Here’s one of my favourite passages from Roderick Watson and Martin Gray’s The Penguin Book of the Bicycle (1978):
“Perhaps the most striking proof of the sport’s hold on its followers comes from post-war Italy and the story of Gino Bartali’s victory in the 1948 Tour de France. While the race was running the political situation in Italy became very unstable and an armed clash between right- and left-wing factions seemed imminent. Italian reporters began to leave the Tour to return home. ... The Prime minister, De Gasperi, was warned that just a few more gunshots might plunge the whole country into bloodshed. It occurred to him that an Italian victory in the Tour might provide a boost to morale. He telephoned Gino Bartali and asked him to win the race or at least the stage for the next day, 14 July. Gino won the stage.
To win overall was a tougher task, for Bartali had a lot of time to make up and, at thirty-four, his last Tour victory was ten years in his past. Bartali was a hard-headed native of Tuscany, deeply pious and noted for his give-no-quarter riding. He had always been physically strong and so he attacked again and again. Young Louison Bobet, who was later to win three Tours in succession, could not withstand the fierceness of the Italian’s riding in the Alps and soon the yellow jersey fell to Bartali. ... It was one of the great victories: Bartali won seven of the twenty-one stages and helped set a record average speed for the race that was to last for the next six years. All Italy rejoiced. The country had been agog during their hero’s courageous assaults in the mountains. The revolution had been overtaken in the Alps. The politicians had cause to be grateful to the Tuscan rider and ‘Gino the pious’ received the final accolade when he was received by Pope Pius.”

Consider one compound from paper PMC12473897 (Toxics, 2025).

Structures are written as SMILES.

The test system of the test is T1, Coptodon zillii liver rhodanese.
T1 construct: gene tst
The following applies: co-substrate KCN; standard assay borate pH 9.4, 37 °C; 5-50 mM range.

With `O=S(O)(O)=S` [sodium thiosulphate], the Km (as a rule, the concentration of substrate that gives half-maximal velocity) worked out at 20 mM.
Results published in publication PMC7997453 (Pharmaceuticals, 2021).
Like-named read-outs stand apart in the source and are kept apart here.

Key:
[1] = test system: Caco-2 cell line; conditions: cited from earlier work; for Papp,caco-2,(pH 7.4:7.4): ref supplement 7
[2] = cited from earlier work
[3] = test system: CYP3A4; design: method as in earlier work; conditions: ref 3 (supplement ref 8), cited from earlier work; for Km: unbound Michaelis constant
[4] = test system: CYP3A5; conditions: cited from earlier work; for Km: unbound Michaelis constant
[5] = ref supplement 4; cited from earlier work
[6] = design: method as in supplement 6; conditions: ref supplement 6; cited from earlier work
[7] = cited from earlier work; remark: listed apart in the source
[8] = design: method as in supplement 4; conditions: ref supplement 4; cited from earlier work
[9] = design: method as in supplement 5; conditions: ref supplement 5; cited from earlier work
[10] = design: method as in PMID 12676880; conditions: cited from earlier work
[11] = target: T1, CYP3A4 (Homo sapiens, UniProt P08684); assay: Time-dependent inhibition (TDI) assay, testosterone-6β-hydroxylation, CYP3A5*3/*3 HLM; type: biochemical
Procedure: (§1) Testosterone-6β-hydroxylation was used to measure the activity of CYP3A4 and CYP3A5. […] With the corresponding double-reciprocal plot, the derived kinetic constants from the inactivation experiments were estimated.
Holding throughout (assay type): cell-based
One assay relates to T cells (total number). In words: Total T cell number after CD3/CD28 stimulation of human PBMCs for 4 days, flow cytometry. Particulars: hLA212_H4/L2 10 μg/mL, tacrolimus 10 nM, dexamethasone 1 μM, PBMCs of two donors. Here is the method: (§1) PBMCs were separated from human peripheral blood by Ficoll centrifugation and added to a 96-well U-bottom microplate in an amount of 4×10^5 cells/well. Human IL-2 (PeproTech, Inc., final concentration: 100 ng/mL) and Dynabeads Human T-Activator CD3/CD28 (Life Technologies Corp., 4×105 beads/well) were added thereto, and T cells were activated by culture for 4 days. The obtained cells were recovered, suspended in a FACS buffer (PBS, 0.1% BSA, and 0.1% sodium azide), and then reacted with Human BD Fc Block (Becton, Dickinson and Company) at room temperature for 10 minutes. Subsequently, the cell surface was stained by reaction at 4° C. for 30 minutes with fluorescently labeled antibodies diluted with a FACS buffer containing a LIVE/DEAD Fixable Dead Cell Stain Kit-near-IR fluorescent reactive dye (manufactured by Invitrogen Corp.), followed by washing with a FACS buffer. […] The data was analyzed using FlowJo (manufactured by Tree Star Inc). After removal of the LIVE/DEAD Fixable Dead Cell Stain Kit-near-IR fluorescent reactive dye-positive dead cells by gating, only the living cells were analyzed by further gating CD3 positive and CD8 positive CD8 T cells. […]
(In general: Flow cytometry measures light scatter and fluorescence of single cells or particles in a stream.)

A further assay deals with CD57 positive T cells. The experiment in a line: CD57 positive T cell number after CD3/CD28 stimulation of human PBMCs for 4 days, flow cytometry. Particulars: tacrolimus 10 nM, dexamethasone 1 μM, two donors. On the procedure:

It’s a charming tale that avoids some inconvenient truths - such as the statement made by De Gasperi’s Christian Democrats in the 1948 election campaign, that, in communist countries people ate their own children - hardly the thoughtful claim of a statesman determined to peacefully unite a troubled nation.
Just in case you're wondering about the important stuff, in the 1948 Tour Bartali was using a Campagnolo Corsa fork derailleur system. I don’t know exactly what Bobet was using.